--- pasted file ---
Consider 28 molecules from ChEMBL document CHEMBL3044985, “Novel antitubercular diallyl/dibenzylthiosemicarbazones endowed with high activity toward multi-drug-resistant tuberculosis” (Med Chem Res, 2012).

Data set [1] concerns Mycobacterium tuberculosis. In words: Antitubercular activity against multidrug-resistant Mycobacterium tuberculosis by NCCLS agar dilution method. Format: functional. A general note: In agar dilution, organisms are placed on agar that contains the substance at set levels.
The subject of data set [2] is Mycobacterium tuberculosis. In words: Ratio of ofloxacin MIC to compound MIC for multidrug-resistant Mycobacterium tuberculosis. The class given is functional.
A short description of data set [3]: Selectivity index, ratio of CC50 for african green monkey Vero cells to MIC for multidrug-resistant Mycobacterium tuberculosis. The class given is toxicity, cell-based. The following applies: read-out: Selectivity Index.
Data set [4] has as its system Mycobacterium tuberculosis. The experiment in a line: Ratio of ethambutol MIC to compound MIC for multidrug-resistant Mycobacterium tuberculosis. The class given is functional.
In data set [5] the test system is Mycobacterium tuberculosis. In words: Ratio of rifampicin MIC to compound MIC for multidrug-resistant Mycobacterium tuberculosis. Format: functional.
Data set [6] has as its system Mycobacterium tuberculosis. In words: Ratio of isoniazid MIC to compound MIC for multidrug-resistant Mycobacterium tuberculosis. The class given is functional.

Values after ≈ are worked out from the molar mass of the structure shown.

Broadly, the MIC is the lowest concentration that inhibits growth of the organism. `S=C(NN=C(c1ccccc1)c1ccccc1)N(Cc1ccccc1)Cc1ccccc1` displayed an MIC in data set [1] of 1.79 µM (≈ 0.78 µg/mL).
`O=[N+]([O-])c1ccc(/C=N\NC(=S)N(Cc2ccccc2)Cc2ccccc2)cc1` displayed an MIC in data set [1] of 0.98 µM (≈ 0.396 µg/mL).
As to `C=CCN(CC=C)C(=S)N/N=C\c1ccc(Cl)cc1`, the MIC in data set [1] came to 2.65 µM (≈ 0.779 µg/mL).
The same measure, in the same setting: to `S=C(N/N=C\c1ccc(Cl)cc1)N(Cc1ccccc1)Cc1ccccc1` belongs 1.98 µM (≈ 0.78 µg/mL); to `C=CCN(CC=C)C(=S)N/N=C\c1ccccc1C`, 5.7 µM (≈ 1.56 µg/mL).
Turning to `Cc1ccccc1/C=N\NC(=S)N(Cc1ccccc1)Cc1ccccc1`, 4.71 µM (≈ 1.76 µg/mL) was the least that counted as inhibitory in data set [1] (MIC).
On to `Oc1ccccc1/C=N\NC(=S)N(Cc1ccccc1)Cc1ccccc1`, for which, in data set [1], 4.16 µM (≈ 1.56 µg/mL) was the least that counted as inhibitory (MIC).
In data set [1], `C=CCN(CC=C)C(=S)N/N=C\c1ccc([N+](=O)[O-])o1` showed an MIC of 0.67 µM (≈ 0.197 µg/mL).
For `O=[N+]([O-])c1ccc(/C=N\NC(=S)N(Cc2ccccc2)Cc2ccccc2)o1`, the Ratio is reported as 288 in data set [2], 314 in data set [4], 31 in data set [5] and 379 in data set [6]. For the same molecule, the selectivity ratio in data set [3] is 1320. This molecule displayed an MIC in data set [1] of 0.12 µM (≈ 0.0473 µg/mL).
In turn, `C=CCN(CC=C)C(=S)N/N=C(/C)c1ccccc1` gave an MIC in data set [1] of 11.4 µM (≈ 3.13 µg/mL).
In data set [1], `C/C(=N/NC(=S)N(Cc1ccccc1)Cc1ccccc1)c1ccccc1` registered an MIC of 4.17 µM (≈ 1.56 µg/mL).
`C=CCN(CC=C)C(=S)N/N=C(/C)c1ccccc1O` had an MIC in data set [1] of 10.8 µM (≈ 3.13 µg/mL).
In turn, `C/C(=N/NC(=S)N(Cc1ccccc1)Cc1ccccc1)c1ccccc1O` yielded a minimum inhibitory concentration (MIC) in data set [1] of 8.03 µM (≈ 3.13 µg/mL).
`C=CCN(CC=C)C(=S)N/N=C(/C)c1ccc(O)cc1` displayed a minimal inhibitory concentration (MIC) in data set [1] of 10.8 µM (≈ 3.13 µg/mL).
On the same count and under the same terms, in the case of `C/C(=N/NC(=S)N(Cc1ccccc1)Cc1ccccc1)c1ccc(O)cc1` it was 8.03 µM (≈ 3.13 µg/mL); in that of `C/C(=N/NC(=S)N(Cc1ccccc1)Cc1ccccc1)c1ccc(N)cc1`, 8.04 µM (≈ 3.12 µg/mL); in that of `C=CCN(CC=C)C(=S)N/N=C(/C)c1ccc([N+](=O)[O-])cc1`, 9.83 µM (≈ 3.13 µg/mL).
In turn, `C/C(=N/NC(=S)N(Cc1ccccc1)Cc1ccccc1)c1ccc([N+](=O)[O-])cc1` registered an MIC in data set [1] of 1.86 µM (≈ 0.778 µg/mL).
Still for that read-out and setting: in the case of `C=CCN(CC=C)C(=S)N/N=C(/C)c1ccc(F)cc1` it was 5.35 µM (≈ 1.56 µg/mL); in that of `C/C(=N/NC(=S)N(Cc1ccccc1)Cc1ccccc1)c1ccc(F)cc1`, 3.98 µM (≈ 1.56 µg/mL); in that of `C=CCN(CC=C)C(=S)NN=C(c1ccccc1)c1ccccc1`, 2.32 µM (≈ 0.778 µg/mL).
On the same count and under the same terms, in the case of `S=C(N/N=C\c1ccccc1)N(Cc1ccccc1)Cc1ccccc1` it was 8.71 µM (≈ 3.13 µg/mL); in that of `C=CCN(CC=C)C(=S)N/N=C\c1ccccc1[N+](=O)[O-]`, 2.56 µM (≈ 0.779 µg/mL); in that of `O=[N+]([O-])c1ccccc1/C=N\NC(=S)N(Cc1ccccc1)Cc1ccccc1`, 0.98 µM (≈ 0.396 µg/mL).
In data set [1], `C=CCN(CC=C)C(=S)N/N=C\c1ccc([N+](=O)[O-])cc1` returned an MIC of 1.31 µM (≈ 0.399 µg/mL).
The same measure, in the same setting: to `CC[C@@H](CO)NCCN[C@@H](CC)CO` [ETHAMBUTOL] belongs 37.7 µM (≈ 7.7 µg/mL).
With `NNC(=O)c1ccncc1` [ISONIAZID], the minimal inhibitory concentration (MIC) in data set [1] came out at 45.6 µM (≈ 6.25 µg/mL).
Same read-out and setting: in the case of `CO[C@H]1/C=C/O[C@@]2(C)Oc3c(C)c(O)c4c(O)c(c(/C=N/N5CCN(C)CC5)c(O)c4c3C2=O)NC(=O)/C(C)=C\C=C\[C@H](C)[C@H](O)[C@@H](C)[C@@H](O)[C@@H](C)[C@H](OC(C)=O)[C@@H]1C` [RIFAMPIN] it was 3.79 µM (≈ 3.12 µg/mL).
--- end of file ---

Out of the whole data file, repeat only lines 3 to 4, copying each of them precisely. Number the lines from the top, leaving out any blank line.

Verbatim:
The subject of data set [2] is Mycobacterium tuberculosis. In words: Ratio of ofloxacin MIC to compound MIC for multidrug-resistant Mycobacterium tuberculosis. The class given is functional.
A short description of data set [3]: Selectivity index, ratio of CC50 for african green monkey Vero cells to MIC for multidrug-resistant Mycobacterium tuberculosis. The class given is toxicity, cell-based. The following applies: read-out: Selectivity Index.